Breach

Security can drive business, Microsoft survey finds

June 24, 2009
Though information technology professionals often say security is the toughest part of their job, many view it as an enabler of business, according to a new survey released by Microsoft.

In a survey of 1,200 IT decision makers at enterprise and small-to-medium-size businesses in the United States, U.K., Germany and Japan, 60 percent of respondents said that security was a "big" or "the biggest" challenge in managing their company's infrastructure. In addition, survey respondents said that protecting customer and company data is their No. 1 security priority.

Slightly more than half of those surveyed said that they believe IT security advances overall business goals (52 percent) and increases end-user productivity (51 percent). The survey was conducted during April and May by market research firm Harris Interactive, on behalf of Microsoft.

“Security is an enabler of business because today business needs to get done from any computer anywhere on any network -- and that can't be done unless customer data and business data/operations is protected,” John Pescatore, vice president and distinguished analyst at Gartner, told SCMagazineUS.com in an email Wednesday.

Neglecting security has led to attacks that have severely impacted businesses, Pescatore said. But if the security had been built in, the incidents could have been avoided.

Heartland [Payment Systems] will spend a lot more [money] dealing with their major incident than they would have spent preventing it,” Pescatore said.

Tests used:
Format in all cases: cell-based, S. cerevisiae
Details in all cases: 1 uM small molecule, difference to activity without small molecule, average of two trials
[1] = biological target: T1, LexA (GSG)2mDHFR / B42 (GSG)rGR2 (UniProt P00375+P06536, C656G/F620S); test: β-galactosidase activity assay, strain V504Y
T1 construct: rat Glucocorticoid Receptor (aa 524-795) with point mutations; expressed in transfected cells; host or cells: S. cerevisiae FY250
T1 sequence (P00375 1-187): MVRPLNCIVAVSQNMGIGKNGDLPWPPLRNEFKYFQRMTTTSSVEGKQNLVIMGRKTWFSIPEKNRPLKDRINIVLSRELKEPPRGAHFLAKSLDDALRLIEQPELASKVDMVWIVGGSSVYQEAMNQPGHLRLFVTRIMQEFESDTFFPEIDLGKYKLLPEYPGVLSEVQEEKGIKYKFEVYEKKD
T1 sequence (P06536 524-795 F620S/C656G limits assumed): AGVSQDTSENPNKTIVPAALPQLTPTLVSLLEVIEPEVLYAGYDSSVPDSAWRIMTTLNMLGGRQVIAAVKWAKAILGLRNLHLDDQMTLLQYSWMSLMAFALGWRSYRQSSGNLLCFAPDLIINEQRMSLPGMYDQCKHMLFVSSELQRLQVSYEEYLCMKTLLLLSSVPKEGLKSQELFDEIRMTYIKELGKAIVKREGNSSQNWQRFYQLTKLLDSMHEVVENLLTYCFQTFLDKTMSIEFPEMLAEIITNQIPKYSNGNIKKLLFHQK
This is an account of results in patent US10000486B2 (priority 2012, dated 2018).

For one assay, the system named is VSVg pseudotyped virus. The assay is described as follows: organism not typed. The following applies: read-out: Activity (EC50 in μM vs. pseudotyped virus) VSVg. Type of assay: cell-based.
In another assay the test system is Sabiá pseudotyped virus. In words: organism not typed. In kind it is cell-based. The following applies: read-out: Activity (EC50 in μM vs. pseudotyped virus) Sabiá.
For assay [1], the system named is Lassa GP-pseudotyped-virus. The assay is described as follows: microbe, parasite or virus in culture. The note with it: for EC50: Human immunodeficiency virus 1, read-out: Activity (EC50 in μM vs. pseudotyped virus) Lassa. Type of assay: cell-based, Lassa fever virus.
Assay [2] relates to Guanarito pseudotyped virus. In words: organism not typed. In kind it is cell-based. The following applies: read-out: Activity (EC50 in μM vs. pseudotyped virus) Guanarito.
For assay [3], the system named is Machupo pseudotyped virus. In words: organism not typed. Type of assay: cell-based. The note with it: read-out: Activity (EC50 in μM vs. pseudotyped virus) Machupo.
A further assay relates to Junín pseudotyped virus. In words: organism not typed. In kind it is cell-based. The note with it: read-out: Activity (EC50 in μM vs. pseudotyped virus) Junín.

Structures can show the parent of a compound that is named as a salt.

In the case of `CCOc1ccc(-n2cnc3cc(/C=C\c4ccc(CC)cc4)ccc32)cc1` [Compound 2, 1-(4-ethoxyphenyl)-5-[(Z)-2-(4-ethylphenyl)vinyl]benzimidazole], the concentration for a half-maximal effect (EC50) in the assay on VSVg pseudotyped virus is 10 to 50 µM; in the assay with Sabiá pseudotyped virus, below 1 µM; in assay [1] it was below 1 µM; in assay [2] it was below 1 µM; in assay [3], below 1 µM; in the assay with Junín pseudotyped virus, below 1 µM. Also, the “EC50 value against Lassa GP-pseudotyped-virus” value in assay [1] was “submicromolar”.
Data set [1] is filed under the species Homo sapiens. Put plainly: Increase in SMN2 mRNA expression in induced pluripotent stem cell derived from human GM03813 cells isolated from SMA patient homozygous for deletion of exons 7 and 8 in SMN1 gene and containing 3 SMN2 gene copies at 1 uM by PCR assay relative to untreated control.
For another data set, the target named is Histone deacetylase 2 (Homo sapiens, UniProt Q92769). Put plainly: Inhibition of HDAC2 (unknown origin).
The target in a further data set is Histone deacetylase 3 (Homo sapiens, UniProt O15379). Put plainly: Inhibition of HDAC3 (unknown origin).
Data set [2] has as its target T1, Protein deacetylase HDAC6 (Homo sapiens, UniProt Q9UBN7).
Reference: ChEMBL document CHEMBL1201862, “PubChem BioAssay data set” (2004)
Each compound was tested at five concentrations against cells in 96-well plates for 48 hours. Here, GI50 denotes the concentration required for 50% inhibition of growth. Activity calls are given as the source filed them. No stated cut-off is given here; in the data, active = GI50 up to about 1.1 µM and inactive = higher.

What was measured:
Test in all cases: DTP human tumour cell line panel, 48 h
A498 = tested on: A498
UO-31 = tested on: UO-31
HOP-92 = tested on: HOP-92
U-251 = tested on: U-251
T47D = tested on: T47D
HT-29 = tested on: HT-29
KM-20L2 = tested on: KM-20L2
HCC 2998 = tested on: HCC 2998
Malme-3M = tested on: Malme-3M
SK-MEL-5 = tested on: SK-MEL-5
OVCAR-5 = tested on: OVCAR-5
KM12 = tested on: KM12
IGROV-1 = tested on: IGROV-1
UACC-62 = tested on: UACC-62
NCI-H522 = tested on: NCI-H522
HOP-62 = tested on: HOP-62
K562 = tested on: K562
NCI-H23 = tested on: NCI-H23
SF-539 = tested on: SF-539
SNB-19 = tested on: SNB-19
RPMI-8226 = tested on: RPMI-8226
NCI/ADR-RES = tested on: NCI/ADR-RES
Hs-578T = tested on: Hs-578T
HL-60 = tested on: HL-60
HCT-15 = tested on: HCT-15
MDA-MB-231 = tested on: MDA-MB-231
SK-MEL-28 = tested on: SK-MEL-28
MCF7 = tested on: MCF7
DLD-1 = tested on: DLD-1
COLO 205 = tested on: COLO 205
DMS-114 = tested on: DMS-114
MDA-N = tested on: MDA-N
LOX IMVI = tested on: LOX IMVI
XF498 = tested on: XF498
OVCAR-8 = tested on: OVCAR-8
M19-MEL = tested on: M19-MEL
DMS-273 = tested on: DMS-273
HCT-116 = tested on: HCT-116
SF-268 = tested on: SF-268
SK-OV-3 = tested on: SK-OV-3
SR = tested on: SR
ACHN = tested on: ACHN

John "JG" Chirapurath, Microsoft's director of the Identity & Security Division, told SCMagazineUS.com on Wednesday that today's challenges -- allowing users access to the information they need to do their jobs while ensuring that information is protected -- require new and innovative solutions. Companies must innovate by looking how existing processes are being run and then optimizing them, he said.

According to the study, 51 percent of survey respondents said that budget constraints are the biggest barrier to innovation. Pescatore said that increasing spending, however, doesn't always mean increasing innovation, and likewise, decreasing spending doesn't always reduce innovation.

“In security, some of the most innovative approaches to improving security end up reducing IT spending,” he said.

Having standard security controls that get enforced, for example, reduces the costs of patching and configuration management -- while increasing security, Pescatore said. Another innovative approach could be to avoid jumping on the latest operating system release before vulnerabilities have been fixed. Doing so generally results in better service due to fewer attacks and outages, which also cuts down on IT spending, he added.


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